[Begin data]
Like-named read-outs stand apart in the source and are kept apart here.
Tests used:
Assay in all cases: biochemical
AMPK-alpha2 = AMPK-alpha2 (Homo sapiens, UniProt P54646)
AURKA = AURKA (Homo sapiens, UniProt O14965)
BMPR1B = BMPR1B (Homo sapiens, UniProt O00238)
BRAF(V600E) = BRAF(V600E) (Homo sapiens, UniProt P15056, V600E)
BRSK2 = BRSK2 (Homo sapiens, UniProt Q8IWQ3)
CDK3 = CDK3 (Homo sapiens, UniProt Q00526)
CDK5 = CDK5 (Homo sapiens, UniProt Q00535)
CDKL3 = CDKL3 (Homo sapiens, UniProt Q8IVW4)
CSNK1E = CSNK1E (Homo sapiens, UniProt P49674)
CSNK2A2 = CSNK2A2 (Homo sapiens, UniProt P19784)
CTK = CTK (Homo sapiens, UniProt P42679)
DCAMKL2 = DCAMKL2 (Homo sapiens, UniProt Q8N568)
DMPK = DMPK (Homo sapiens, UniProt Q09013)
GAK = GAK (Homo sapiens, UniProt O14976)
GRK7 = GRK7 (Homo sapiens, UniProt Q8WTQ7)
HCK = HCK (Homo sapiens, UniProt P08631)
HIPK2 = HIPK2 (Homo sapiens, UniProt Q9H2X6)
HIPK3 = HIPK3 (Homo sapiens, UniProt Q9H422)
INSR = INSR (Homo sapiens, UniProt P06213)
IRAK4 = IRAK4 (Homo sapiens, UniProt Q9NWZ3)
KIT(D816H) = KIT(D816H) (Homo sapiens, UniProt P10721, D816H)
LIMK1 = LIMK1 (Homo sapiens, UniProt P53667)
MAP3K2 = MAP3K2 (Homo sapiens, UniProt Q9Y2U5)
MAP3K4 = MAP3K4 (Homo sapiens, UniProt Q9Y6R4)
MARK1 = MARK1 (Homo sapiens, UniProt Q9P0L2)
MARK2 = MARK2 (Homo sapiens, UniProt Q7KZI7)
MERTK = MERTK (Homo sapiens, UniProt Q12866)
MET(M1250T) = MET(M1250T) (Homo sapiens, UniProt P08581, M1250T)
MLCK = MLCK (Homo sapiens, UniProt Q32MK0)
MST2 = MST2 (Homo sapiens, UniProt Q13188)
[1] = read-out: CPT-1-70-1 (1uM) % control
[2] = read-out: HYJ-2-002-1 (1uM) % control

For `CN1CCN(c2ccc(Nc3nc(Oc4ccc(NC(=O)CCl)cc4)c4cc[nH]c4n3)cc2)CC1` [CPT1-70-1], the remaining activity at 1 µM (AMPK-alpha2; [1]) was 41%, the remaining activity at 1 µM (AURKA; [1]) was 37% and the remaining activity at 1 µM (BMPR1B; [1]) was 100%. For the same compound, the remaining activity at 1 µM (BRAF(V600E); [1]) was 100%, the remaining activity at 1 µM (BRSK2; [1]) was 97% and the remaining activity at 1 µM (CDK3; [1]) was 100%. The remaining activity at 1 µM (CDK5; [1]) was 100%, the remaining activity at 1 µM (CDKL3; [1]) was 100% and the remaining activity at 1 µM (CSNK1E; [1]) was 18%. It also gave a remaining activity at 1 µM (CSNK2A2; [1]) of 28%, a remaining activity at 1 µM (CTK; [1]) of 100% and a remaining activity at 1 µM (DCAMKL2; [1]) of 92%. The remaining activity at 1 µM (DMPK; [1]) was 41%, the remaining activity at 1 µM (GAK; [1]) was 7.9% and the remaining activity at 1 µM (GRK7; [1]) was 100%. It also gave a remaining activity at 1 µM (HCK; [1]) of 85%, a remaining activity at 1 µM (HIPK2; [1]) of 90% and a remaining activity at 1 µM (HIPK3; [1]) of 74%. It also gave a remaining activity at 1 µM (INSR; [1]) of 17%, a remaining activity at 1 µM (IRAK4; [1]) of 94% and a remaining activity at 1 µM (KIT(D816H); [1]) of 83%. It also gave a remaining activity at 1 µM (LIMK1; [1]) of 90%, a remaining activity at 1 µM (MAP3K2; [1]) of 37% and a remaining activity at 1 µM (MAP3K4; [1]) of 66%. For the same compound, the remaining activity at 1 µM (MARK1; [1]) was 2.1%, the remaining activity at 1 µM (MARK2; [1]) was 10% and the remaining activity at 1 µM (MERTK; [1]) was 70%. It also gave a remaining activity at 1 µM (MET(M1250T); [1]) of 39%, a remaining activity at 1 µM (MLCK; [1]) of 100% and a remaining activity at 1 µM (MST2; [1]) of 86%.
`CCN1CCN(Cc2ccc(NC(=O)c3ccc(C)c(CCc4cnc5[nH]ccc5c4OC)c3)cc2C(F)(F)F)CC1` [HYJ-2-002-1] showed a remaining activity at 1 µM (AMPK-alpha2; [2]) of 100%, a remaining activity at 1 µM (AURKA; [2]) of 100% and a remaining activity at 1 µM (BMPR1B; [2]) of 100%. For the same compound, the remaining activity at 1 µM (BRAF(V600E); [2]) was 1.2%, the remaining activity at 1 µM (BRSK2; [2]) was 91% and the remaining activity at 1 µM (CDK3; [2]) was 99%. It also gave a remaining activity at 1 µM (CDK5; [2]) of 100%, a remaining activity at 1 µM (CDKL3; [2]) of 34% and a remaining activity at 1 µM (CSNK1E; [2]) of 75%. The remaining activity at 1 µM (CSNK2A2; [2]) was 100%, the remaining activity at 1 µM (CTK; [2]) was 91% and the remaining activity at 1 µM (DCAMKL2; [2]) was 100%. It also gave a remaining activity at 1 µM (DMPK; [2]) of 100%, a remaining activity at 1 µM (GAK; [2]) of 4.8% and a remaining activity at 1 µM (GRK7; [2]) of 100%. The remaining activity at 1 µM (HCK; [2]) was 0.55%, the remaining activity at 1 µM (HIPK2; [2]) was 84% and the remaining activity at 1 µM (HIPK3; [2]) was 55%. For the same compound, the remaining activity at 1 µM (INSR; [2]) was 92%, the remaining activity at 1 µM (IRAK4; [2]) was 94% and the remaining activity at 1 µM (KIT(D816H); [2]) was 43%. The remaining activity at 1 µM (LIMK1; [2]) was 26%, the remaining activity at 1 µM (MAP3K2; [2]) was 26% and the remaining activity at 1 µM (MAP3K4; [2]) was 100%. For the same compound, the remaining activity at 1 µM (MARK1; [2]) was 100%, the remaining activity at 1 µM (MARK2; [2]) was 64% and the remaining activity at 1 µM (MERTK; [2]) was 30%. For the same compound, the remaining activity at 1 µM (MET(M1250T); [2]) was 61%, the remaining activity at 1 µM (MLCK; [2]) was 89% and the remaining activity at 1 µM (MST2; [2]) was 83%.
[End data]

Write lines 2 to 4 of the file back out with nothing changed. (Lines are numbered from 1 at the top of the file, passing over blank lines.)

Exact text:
Tests used:
Assay in all cases: biochemical
AMPK-alpha2 = AMPK-alpha2 (Homo sapiens, UniProt P54646)